FORT PITT MUSEUM. Unconquered: History Meets Hollywood at Fort Pitt. Original movie props, photographs, & costumes alongside 18th century artifacts & documents, EVENT: comparing & contrasting historical , events w/ Hollywood depictions. by Barbara Johnstone, Reconstructed fort houses museum of Pittsburgh history circa Carnegie Library, Oakland French & Indian War and American CRITIC: Revolution. Downtown. 412-2819285. , 34, a doctoral FRICK ART & HISTORICAL student from Ben Avon CENTER. Ongoing: tours of Clayton, the Frick estate, with WHEN: classes & programs for all ages. Point Breeze. 412-371-0600. HARTWOOD ACRES. Tour this Tudor mansion and stable complex, and enjoy hikes and outdoor activities in the This was a really fascinating talk, because it wasn’t surrounding park. Allison Park. 412-767-9200. just about linguistics or whatever. It was also about KENTUCK KNOB. Tour the history and genealogy and geography. It was really other Frank Lloyd Wright house. cool. And then I just stepped outside and saw this 724-329-8501. whole area, the library and Schenley Plaza, bustling KERR MEMORIAL MUSEUM. Tours of a restored 19th-century, with activity. I think there’s a music festival, too. I’m middle-class home. Oakmont. going to reveal how old I am when I say this, but I 412-826-9295. remember when there was just a parking [lot] here. MARIDON MUSEUM. Collection And now there are all these people taking classes at includes jade and ivory statues from China and Japan, as well the library or lounging on the lawn or visiting food as Meissen porcelain. Butler. vendors. It’s just incredible what they’ve done here. 724-282-0123. BY DAN WILLIS MCGINLEY HOUSE & MCCULLY LOG HOUSE. Historic homes open for tours, lectures and more. Monroeville. 412-373-7794. PITTSBURGH ZOO & PPG the Civil War through artifacts NATIONAL AVIARY. Home to AQUARIUM. Home to 4,000 & personal mementos. Oakland. more than 600 birds from over animals, including many 412-621-4253. 200 species. With classes, lectures, endangered species. Highland ST. ANTHONY’S CHAPEL. demos and more. North Side. Park. 412-665-3639. Features 5,000 relics of Catholic 412-323-7235. RACHEL CARSON HOMESTEAD. saints. North Side. 412-323-9504. NATIONALITY ROOMS. 26 A Reverence for Life. Photos ST. NICHOLAS CROATIAN rooms helping to tell the story and artifacts of her life & work. CATHOLIC CHURCH. Maxo Vanka of Pittsburgh’s immigrant past. Springdale. 724-274-5459. Murals. Mid-20th century murals University of Pittsburgh. Oakland. RIVERS OF STEEL NATIONAL depicting war, social justice and the 412-624-6000. HERITAGE AREA. Exhibits on the immigrant experience in America. OLD ST. LUKE’S. Pioneer church Homestead Mill. Steel industry and Millvale. 421-681-0905. features 1823 pipe organ, community artifacts from 1881WEST OVERTON MUSEUMS. Revolutionary War graves. Scott. 1986. Homestead. 412-464-4020. 412-851-9212. Learn about distilling and SENATOR JOHN HEINZ HISTORY OLIVER MILLER HOMESTEAD. coke-making in this pre-Civil War CENTER. Pittsburgh’s Lost This pioneer/Whiskey industrial village. 724-887-7910. Steamboat: Treasures of Rebellion site features log the Arabia. Exhibit feat. house, blacksmith shop nearly 2,000 once-hidden & gardens. South Park. treasures exploring 412-835-1554. Pittsburgh’s important PENNSYLVANIA FOURTH AT THE FORT. Living role as a Gateway to www. per TROLLEY MUSEUM. history demonstrations, fireworks, a p ty ci h the West & a national pg Trolley rides and more. 11 a.m. Fort Pitt Museum, .com hub for the steamboat exhibits. Includes displays, Downtown. 412-471-1764. building industry in the walking tours, gift shop, mid-19th century. From picnic area and Trolley Theatre. Slavery to Freedom. Highlight’s Washington. 724-228-9256. Pittsburgh’s role in the anti-slavery PHIPPS CONSERVATORY movement. Ongoing: Western PA & BOTANICAL GARDEN. PITTSBURGH THREE RIVERS Sports Museum, Clash of Empires, Butterfly Forest. Watch REGATTA. www.threerivers and exhibits on local history, more. butterflies emerge from their regatta.net Thru July 4 Strip District. 412-454-6000. chrysalises to flutter among Point State Park, Downtown. SEWICKLEY HEIGHTS HISTORY tropical blooms. Summer 412-471-0235. CENTER. Museum commemorates Flower Show. Feat. a variety of Pittsburgh industrialists, local imaginative railroad displays history. Sewickley. 412-741-4487. enhanced by flowers, plants & SOLDIERS & SAILORS interactive features. 14 indoor MEMORIAL HALL. War in the rooms & 3 outdoor gardens BOOK ‘EM BOOKS TO Pacific 1941-1945. Feat. a collection feature exotic plants and floral PRISONERS WORK PARTY. Read of military artifacts showcasing displays from around the world. & code letters, pick books, pack ‘em photographs, uniforms, shells Oakland. 412-622-6914. or database ‘em! Sundays 4-7 p.m. & other related items. Military PINBALL PERFECTION. or by appt. Thomas Merton museum dedicated to honoring Pinball museum & players club. West View. 412-931-4425. Center, Garfield. 412-361-3022. military service members since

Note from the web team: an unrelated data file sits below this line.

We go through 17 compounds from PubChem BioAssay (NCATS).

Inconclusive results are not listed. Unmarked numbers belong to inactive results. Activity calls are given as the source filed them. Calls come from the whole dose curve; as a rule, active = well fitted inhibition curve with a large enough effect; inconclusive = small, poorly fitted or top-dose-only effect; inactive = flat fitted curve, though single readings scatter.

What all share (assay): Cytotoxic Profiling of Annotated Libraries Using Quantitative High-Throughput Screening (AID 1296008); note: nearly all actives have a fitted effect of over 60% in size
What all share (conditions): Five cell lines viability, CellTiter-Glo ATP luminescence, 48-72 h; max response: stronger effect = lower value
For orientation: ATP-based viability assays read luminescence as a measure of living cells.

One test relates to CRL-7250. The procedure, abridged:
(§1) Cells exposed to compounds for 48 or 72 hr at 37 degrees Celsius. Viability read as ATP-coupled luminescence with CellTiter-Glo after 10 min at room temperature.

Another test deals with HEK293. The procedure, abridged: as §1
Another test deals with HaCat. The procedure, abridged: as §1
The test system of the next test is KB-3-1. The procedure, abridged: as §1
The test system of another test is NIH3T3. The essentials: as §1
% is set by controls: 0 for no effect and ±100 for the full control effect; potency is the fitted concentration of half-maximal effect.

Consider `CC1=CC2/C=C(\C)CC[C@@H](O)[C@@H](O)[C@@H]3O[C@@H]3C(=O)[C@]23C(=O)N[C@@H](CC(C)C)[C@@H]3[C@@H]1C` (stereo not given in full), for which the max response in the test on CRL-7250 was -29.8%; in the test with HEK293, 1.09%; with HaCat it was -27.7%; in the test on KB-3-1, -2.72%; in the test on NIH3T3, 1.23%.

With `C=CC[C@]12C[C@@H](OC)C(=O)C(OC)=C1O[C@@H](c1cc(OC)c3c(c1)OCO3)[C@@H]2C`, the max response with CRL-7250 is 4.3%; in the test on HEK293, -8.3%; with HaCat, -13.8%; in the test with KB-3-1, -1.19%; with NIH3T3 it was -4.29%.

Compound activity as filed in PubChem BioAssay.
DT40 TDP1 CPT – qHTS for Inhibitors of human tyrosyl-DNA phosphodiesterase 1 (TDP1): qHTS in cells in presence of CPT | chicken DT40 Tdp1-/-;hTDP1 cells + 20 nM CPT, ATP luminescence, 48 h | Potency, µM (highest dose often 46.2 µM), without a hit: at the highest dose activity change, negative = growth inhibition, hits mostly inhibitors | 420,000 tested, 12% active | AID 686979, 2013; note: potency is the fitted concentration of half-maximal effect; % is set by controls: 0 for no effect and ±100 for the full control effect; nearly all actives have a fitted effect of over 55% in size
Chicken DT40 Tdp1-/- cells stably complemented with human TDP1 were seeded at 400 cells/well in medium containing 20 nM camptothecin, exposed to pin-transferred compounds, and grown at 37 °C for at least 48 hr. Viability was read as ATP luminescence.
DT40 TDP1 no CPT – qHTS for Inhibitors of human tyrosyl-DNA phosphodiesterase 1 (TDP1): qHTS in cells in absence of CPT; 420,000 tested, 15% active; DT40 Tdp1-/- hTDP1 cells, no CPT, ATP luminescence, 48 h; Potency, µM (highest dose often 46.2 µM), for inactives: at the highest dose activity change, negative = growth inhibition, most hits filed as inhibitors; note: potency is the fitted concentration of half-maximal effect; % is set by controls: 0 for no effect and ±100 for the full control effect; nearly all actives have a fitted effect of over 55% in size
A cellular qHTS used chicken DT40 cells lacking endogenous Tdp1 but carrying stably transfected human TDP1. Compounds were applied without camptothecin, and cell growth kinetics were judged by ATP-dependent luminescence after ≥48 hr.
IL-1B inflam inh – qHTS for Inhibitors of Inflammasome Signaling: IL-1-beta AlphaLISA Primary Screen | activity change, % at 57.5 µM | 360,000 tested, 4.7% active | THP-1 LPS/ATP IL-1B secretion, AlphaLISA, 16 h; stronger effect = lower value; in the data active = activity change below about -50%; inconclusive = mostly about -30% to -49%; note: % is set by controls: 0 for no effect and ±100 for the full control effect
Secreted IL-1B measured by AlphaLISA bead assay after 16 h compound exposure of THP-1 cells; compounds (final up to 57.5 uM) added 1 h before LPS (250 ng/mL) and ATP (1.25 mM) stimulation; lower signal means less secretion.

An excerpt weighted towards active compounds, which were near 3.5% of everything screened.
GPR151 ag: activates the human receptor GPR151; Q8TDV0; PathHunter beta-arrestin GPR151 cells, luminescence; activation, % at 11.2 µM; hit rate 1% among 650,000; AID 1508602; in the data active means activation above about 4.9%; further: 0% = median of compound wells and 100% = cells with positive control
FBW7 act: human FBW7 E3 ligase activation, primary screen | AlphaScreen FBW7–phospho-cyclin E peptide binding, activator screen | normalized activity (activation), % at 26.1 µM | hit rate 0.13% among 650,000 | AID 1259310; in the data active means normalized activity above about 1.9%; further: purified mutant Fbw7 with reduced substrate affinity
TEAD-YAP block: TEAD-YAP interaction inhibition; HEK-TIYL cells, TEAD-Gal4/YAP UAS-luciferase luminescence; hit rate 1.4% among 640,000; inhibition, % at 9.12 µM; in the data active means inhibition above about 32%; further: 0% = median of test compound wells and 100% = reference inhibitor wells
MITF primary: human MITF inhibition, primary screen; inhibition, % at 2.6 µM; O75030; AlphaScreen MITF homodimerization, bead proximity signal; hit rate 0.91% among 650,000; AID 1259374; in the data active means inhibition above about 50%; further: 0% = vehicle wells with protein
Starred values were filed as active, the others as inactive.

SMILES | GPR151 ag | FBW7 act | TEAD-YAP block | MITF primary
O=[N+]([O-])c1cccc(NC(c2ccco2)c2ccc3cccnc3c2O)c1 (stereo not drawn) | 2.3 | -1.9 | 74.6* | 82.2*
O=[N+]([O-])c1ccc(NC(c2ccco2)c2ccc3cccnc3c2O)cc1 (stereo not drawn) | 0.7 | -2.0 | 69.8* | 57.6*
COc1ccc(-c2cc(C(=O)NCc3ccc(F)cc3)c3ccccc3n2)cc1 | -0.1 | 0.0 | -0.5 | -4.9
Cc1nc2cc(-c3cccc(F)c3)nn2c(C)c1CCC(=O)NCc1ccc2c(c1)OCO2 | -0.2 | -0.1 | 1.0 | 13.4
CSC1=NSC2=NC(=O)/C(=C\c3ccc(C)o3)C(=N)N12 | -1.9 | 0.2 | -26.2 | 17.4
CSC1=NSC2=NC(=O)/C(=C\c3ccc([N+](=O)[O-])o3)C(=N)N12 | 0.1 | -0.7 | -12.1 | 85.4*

“Speaking Pittsburghese ” Robyn Bracco Sat., June 28